Aircraft manufacturers have highly inflated ‘list’ prices. When they announce sales, they announce the value of an order based on list prices rather than what an airline will actually pay for the planes.
They try to keep secret actual purchase prices, because they don’t want to broadcast to all potential buyers how much of a discount they’ll really give. At the same time it’s hardly a secret that no one pays list.
As I wrote at the time of Donald Trump’s flap over the cost of Air Force One, commercial airlines place large aircraft orders for on average about half of list price.
Amounts vary by manufacturer and aircraft. Delta may have gotten an even bigger discount on its order of the Bombardier C series jet. Their $5.6 billion ‘list’ order for 75 planes gave the Canadian manufacturer a big order from a US airline and established the plane as really viable in the world market. They’d have discounted as much as possible to make that happen, and Delta is known as a tough negotiator. At the same time new Airbus narrowbodies, especially A321s, wouldn’t discount at the same rate given strong demand.
It should come as no surprise that Iran Air says they’re great negotiators that their big order from Boeing was done at… “about half the announced price.” That’s pretty standard, but parties to the sale don’t usually talk about it.
“Boeing has announced that its IranAir contract is worth $16.6 billion. However, considering the nature of our order and its choice possibilities, the purchase contract for 80 Boeing aircraft is worth about 50 percent of that amount,” said Deputy Transport Minister Asghar Fakhrieh-Kashan, quoted by Iran’s IRNA state news agency.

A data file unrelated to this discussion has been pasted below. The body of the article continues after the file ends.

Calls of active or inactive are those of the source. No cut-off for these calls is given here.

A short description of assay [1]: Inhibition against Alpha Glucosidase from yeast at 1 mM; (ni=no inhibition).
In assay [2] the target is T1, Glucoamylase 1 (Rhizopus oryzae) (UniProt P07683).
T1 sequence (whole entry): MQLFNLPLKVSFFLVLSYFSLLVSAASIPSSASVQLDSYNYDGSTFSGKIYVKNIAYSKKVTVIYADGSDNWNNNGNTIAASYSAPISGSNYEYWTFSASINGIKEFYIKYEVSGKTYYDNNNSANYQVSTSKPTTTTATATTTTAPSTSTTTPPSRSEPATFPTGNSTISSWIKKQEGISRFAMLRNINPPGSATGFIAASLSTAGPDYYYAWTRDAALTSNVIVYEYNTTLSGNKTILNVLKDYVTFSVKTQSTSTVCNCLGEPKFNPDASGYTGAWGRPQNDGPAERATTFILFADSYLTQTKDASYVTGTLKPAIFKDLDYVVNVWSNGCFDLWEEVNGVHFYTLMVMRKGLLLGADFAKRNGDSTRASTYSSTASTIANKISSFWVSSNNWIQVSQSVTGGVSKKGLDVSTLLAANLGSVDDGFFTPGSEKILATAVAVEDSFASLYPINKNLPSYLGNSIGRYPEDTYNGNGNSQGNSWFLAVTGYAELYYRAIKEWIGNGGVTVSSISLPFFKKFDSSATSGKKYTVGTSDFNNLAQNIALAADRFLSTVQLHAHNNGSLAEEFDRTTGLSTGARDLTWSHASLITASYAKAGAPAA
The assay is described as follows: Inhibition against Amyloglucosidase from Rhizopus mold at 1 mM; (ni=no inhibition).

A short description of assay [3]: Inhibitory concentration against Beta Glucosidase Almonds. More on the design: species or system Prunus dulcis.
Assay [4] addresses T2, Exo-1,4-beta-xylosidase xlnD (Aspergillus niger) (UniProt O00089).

Iran Air A300 (Current Livery), Copyright: rebius / 123RF Stock Photo
Iran Air says they got a similar discount from Airbus as well.
Airbus’s (AIR.PA) contract to sell 100 jets to IranAir, signed on Thursday, would be worth $18-$20 billion at list prices, but the head of IranAir has been quoted as saying the value of the contract would not exceed $10 billion.
When you see a new plane order, a rough rule of thumb is to cut the announced price in half and that’ll be closer to the truth than the reported ‘list value’ of the order.
Meanwile, watch this Iran Air pilot land like a boss. With no landing gear deployed at the Boeing 727’s nose, it touches down perfectly and slows down before lowering the plane’s nose and coming to a stop. There are no sparks as the plane hits the runway so while I cannot tell from the video the airport’s emergency response must have included foam of some kind.
I couldn’t even tell anything was wrong until 20 seconds into the video. But from 28 to 50 seconds it’s amazing.